Tiantang is broken down into Ten Sectors, including Shiyan, the academic and scientific research sector; Xiao, a Zer0-G slum dominated by Mob activity, and Taiyang, a trade and entertainment centre which attracts most of the tourists coming to Tiantang. Each of Corvosphere’s three mega-corporations—The Union Megacorp, Wang Megacorp, and Nation’s Solution Megacorp—has its own sector headquarters, and there is also an eleventh sector, Tiantang CS, a neutral ground for all of the mega-corporations and corporations in the Dyson Sphere, which is not counted as part of the Ten Sectors. As with the rest of Corvospace, there is no central government or polity on Tiantang, each sector typically being governed by either corporate or criminal interests. Although there is plenty of travel within most sectors, travel between sectors is prohibitively expensive to prevent the mass movement of labour forces. Although there are forms of mass transit found in many of the sectors, most travel within each sector and between sectors is achieved via spaceships—commuter spaceships each ferry thousands of workers each day—and Tiantang has a very high volume of spaceship traffic in transit at any one time. This includes to and from the Mehdi Gate, the wormhole access to The Labyrinth, which in turn provides interstellar travel to the rest of the Corvosphere and beyond. Traffic in and out of the Mehdi Gate is heavily policed and organised to prevent it becoming clogged—though accidents do happen.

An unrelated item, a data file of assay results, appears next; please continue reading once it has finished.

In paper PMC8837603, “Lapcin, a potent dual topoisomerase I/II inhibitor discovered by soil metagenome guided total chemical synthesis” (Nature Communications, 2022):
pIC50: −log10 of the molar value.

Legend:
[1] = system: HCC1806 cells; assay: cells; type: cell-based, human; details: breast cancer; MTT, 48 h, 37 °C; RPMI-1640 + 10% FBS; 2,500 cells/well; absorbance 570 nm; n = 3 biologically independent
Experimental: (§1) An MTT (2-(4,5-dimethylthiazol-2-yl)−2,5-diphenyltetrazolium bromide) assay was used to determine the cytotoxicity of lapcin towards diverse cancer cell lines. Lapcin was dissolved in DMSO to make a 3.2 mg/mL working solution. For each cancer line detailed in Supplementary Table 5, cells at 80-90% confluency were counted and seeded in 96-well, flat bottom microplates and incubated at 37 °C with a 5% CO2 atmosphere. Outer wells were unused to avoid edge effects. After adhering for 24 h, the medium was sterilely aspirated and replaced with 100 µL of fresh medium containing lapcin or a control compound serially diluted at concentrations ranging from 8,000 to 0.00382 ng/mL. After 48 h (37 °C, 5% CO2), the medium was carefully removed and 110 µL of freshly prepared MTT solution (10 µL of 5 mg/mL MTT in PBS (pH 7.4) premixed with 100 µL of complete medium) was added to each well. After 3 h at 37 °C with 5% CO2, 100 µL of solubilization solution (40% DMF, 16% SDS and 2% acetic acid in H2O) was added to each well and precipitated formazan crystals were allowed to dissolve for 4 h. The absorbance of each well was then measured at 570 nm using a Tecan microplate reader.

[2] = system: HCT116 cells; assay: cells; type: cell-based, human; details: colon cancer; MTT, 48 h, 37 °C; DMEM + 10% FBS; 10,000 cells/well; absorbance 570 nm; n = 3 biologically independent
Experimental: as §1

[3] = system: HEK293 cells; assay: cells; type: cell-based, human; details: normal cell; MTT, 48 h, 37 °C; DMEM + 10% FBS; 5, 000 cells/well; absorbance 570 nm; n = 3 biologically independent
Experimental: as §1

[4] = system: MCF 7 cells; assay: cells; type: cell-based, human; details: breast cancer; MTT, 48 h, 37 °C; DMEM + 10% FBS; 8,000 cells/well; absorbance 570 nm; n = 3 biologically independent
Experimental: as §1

Each of the individual sectors, plus Tiantang CS, is given a full write-up, highlighting important NPCs, districts—each sector further consists of hundreds of districts, particular locations and organisations. So for example, Gu is Tiantang’s largest slum, the first stop for immigrants, squatters, and the desperate. Essentially a massive hive-like cluster of habitats and repurposed industrial detritus, it is all but ignored by the corporations who little or no influence here and if there is any sector management or authority, it lies in hands of Gentleman Dao, a captain of the Hwang Tong, who wants to purge the sector of all other criminal activity. Unlike other sectors there are no districts, but there are still persons and places of note. These include Little Heimis, an ex-ice fortress that is home to Tiantang’s Raag community—whom the corporations employ as mercenaries and the gangs and the Tongs avoid; the Egui Building, supposedly haunted, but definitely home to unexplained weirdness; and the Death Dancers, a reformed gang that now carries out acts of terrorism against the corporations. Stats are given for a typical Death Dancer, and adventures seeds suggest the player characters could become involved in gang warfare, earn bounties looking for policemen missing in Gu, get involved in a Romeo and Juliet set-up within the Hwang Tong, and even signing on to help establish corporate law in the sector. Tiangtang does this again and again for each sector, so that as a supplement it presents adventure hooks and ideas aplenty, many of which would lead to interesting encounters and situations.